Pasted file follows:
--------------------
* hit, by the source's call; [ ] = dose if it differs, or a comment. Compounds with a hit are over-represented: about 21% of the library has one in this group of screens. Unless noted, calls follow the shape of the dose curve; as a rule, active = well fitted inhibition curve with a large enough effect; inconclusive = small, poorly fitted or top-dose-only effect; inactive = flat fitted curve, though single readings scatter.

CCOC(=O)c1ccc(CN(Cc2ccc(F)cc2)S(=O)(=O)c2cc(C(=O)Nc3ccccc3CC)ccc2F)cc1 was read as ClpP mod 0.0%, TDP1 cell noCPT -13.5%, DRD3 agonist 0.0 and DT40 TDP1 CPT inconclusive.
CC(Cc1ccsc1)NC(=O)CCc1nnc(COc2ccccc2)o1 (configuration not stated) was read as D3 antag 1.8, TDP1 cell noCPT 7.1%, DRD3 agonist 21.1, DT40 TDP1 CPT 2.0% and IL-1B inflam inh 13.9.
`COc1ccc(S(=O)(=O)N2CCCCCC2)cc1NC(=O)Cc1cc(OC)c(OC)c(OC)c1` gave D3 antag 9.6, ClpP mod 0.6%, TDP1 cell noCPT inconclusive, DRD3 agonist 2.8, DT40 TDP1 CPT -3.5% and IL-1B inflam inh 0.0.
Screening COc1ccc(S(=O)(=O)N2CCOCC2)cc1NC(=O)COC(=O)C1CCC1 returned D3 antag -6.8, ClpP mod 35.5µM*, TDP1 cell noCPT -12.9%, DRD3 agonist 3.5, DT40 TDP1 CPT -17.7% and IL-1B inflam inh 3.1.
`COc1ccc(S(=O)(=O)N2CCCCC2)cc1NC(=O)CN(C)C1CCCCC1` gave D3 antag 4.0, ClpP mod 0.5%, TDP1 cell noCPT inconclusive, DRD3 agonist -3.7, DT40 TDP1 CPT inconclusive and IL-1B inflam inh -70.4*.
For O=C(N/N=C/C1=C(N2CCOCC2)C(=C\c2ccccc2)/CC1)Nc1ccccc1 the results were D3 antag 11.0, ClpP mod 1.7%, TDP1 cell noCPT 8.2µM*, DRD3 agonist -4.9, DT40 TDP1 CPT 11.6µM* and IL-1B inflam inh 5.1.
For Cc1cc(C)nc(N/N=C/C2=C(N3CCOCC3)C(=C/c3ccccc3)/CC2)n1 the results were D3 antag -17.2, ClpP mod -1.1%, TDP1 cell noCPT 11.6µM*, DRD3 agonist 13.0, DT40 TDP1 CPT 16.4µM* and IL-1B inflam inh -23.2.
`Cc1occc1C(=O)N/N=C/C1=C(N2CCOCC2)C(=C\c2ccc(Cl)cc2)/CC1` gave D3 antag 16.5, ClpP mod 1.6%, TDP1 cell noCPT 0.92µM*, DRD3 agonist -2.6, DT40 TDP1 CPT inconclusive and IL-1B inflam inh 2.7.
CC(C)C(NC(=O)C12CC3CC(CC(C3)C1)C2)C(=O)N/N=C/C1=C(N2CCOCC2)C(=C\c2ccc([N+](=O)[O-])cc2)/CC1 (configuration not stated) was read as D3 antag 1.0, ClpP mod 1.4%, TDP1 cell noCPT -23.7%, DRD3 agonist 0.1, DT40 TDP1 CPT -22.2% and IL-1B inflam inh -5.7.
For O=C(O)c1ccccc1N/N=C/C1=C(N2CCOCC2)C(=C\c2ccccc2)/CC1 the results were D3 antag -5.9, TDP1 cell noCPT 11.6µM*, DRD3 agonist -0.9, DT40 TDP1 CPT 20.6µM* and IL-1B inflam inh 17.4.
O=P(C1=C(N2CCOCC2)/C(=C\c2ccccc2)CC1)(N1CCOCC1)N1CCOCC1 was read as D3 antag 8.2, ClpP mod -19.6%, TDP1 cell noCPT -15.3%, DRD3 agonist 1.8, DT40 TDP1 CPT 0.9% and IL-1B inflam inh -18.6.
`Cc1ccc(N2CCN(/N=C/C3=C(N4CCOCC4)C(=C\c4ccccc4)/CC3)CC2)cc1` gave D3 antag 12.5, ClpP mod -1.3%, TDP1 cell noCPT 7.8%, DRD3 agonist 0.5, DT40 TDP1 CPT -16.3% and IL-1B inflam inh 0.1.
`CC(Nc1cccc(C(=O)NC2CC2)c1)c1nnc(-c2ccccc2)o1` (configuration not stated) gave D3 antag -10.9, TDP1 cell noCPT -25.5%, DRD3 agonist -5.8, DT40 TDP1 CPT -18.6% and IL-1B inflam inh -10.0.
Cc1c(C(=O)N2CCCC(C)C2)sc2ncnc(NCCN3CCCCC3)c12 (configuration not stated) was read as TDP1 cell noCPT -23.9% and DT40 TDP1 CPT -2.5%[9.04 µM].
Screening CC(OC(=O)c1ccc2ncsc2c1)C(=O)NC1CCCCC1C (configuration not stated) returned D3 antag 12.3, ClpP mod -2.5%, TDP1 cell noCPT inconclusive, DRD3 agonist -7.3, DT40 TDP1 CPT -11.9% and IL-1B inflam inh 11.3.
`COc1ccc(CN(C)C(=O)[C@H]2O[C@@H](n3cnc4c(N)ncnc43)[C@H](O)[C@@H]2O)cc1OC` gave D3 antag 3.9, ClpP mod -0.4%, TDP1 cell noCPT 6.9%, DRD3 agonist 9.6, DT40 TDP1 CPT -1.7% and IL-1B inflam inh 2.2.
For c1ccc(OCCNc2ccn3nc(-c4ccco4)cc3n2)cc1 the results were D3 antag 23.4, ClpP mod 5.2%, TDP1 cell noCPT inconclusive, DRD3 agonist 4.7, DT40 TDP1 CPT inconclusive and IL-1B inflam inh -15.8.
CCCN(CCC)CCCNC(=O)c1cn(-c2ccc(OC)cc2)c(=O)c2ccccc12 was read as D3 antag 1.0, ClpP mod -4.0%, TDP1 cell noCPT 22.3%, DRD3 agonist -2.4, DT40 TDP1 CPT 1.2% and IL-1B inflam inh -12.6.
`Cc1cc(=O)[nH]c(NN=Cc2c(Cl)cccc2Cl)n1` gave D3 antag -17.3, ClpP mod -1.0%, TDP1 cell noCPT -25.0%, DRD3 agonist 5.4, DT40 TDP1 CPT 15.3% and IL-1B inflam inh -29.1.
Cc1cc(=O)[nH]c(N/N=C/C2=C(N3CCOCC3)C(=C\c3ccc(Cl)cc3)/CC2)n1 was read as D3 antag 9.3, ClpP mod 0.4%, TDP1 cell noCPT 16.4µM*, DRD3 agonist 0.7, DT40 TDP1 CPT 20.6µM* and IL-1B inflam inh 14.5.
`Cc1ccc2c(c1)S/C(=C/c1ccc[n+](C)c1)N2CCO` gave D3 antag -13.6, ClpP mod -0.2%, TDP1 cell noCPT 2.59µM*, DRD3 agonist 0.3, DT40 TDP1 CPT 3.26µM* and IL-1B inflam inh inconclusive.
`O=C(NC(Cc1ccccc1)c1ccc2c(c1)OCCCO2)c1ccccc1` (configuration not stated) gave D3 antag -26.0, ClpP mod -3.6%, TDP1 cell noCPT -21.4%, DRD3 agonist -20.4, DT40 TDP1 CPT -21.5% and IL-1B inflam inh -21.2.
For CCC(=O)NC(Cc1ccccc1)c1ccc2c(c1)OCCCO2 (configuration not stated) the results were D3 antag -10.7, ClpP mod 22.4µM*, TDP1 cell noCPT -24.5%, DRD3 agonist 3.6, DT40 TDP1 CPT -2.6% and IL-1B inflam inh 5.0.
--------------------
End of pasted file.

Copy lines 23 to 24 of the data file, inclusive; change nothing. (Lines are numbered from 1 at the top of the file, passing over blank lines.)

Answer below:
`O=C(NC(Cc1ccccc1)c1ccc2c(c1)OCCCO2)c1ccccc1` (configuration not stated) gave D3 antag -26.0, ClpP mod -3.6%, TDP1 cell noCPT -21.4%, DRD3 agonist -20.4, DT40 TDP1 CPT -21.5% and IL-1B inflam inh -21.2.
For CCC(=O)NC(Cc1ccccc1)c1ccc2c(c1)OCCCO2 (configuration not stated) the results were D3 antag -10.7, ClpP mod 22.4µM*, TDP1 cell noCPT -24.5%, DRD3 agonist 3.6, DT40 TDP1 CPT -2.6% and IL-1B inflam inh 5.0.